An unknown killer, clad in World War II U.S. Army fatigues, stalks a small New Jersey town bent on reliving a 35 year-old double murder by focusing on a group of college kids holding an annual Spring Dance.
A decades-old folk tale surrounding a deranged murderer killing those who celebrate Valentine's Day turns out to be true to legend when a group defies the killer's order and people start turning up dead.
Alice Spages is a withdrawn 12 year old girl who lives with her mother, Catherine, and her younger sister, Karen. Karen gets most of the attention from her mother, and Alice is often left out of the spotlight. But when Karen is found brutally murdered in a church before her first holy communion, all suspicions are turned towards Alice. But is a twelve year old girl really capable of such savagery? As more people begin to die at the hands of a merciless killer, Alice becomes more and more likely of a suspect. Written by
Was partially inspired by the film Don't Look Now (1973), especially the usage of the yellow raincoats. See more »
While Father Joe is saying the climactic Mass, he repeats the Penetential Rite ("Domine,non sum dignus": Lord, I am not worthy) twice over. See more »
Aunt Annie DeLorenze:
[Annie sees a figure in a yellow coat on the stairs as Mr. Alphonso plays his records]
[Annie reaches down but the figure stabs her repeatedly, her face concealed by a mask]
[the figure disappears down the stairs]
Alice, you little bitch!... Catherine no, don't go down there!
[Catherine pushes him out of the way and runs downstairs, chasing Annie as she crawls away]
Aunt Annie DeLorenze:
[Annie makes it outside and onto the sidewalk in the pouring rain just as Catherine reaches her]
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During the ending credits there is no music and the screen doesn't turn black, the last frame of the film remains in the background forever. See more »
This is a brilliant, original, thought-provoking horror movie that has festered in obscurity for some time. Despite a laserdisc release and a slew of alternate titles -- "Alice Sweet Alice" and "Holy Terror" are but two -- it is still virtually unknown.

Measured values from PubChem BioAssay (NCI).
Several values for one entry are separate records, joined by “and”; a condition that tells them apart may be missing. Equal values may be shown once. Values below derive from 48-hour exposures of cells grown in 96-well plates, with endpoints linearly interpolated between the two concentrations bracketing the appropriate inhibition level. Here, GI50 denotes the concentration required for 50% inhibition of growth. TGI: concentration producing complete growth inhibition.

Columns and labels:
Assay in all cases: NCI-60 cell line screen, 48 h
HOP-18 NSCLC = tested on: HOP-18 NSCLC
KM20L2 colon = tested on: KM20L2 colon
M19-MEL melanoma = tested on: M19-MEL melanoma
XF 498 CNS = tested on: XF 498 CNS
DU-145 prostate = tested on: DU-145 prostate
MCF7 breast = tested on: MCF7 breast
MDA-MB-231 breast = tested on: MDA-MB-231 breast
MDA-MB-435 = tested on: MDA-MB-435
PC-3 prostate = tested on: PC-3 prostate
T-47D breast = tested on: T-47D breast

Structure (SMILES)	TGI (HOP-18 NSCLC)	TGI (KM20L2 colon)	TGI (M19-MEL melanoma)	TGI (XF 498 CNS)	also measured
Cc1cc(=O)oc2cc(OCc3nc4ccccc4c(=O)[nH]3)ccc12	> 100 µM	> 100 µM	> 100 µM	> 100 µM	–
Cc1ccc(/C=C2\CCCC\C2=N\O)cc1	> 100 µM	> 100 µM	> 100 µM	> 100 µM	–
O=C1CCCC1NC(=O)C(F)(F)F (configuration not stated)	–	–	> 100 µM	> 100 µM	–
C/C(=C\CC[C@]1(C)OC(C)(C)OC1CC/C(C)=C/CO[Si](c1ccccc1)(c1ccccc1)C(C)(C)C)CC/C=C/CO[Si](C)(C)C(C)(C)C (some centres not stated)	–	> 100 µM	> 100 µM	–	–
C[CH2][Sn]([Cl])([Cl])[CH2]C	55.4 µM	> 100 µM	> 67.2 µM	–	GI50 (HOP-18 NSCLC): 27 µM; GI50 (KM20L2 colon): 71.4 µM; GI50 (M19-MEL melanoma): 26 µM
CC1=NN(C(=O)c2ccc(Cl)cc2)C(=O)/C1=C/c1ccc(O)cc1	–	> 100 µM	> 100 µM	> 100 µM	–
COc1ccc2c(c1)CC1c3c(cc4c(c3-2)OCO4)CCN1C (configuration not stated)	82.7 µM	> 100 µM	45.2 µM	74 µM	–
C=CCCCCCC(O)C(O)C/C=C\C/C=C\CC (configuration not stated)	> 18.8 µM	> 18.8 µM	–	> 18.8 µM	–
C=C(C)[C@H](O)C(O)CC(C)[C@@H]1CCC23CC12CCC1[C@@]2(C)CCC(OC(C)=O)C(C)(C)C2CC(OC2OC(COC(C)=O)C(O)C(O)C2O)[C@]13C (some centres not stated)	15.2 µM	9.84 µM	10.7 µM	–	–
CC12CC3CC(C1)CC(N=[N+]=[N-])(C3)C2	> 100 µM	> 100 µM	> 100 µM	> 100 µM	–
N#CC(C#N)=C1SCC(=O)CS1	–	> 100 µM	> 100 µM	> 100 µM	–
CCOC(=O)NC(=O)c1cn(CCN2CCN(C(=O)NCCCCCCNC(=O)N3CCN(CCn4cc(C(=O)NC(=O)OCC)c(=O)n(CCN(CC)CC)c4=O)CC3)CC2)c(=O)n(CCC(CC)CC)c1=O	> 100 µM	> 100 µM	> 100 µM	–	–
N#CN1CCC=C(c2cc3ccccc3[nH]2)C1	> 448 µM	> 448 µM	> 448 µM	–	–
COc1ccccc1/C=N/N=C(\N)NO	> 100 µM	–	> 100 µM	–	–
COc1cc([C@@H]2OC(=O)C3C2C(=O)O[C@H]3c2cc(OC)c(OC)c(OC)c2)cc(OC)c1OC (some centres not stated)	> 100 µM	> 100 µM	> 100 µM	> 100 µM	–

At the time of its release, PR wags made a big deal that it featured Brook Shields in her first on-screen role. PR wags did not make a big deal of the fact that there had not been anything like it ever before and that it featured an amazing newcomer, Paula E. Sheppard, in a chilling role as a deeply disturbed schoolgirl who may or may not be responsible for a slew of gory murders. Add to those a strong Catholic subtext and hints of child abuse and you've got one incredible ninety minutes of mental and physical mayhem.
Director Alfred Sole, who also made the flawed but fascinating "Tanya's Island" and the rotten "Thursday the 12th" (aka "Pandemonium") creates unbelievable tension and always places his characters (who are very well written) before the horror. Plotting, characterization and suspense are so expertly mixed the film doesn't even feel like a genre piece at times ; instead, it feels like a European drama...but one circling a potent giallo.
As noted, Sheppard is superb as Alice; Linda Miller is exemplary as Alice's tormented mother Catherine and Jane Lowry as the domineering Aunt Annie turns in a powerhouse performance. And playing Alice's obese, perverted neighbor to chilling perfection is the late Alphonso DeNoble. The scene in which he comes close to molesting Alice is priceless for its economy and authenticity.
From the excellent photography to the super-creepy score by Stephen Lawrence, "Communion" is compelling until the final body hits the church floor.
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